Social Network Effects on Career

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Social Networking Effects on Career
(Make-Up)

By: Alejandra M. Teran,
Paulette Trevino,

Orlando Flores (removed from group make-up research paper)

Dr. Kai S. Koong

MIS 6391.01

13 December 2012

Updated
Contents

Abstract ……………………………………………………………………………….. P3 Introduction …………………………………………………………………………… P4 Statement of Problems …………..……………………………………………………. P6 Statement of Objectives…………..…………………………………………………… P7 Methodology ………………………………………………………………………….. P8 Findings ………………………………………………………………………………. P9 Limitations ……………………………………………………………………………. P11 Conclusions and Implications………………………………………………………… P15 References …………………………………………………………………………….. P17 Appendix ..…………………………………………………………………………….. P19

Abstract
Research has demonstrated the effects of social networking can either hinder or assist with advancement on career success. However, empirical studies have demonstrated how social networking websites can influence others’ evaluation of job candidates. Much peered-reviewed literature indicates others' judgments of characteristics or attributes of a potential employment candidate are based on information obtained from social networking sites. Often times, the evaluations gathered from networking working sites by employers about the candidate may be accurate. The Internet has changed hiring practices; however, the use of social networking sites used for recruiting, hiring or terminating an individual are relatively new. This study provides sample data to demonstrate the impact of social networking effects on career.

Introduction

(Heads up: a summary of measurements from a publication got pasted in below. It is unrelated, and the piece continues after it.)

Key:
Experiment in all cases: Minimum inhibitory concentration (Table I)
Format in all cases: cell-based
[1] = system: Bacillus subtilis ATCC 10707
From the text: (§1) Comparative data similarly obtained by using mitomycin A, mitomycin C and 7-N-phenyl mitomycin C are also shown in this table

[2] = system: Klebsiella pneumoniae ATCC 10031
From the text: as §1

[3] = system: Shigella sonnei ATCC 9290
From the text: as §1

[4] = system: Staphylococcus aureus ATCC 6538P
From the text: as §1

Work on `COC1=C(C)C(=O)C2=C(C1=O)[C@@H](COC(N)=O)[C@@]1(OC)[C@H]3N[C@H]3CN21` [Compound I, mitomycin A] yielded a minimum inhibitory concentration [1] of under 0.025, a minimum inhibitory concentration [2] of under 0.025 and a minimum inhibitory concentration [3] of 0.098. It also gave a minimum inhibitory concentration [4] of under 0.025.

A study by W. C. Jacobsen and R. Forste postulates that little is known about the influence electronic media use has on the academic and social lives of university students. Their study, titled The wired generation: academic and social outcomes of electronic media use among university students, suggests there is a “negative relationship between the use of various types of electronic media and first-semester grades… [and] a positive association between social-networking-site use, cellular-phone communication, and face-to-face social interaction.” This positive association demonstrates the possible skills our “wired generation” has industrialized in order to gain employment opportunities. However, due to the recently increased involvement of many employers searching through social networking sites to determine recruitment, hiring or termination, the negative impact of electronic media usage on grades can be metaphorically compared to the impact on career effects. Social networking has its positives, but many in the technologically wired generation have yet to learn the dire consequences of naïve, negative self-publicity on sites such as Facebook, Twitter, LinkedIn, MySpace, among others. Using Facebook as our only medium, we present several violations addressing the negative effects illicit comments, compromising pictures, concerning networking “friends”, and misleading personal information have on potential employment opportunities. The importance of the present study is to highlight employment violations that are organizationally relevant and available in social networking sites. Employers often seek information from job applicants to determine suitability in their organizations. Some employers might try and learn something about an applicant’s personality by gathering information on Facebook that is not relevant to the job (Kluemper & Rosen, 2009). Although such determinations are based on various characteristics, applicant personality is one that garners particular interest. Personality can be defined as uniquely identifying traits paired as indicators of behavioral tendencies in operational contexts (Bohnert & Ross, 2010). Information pertaining to applicant personality may be collected formally or informally from different sources within and outside the organization. According to Davison, Maraist and Bing (2011), some researchers have examined whether social...
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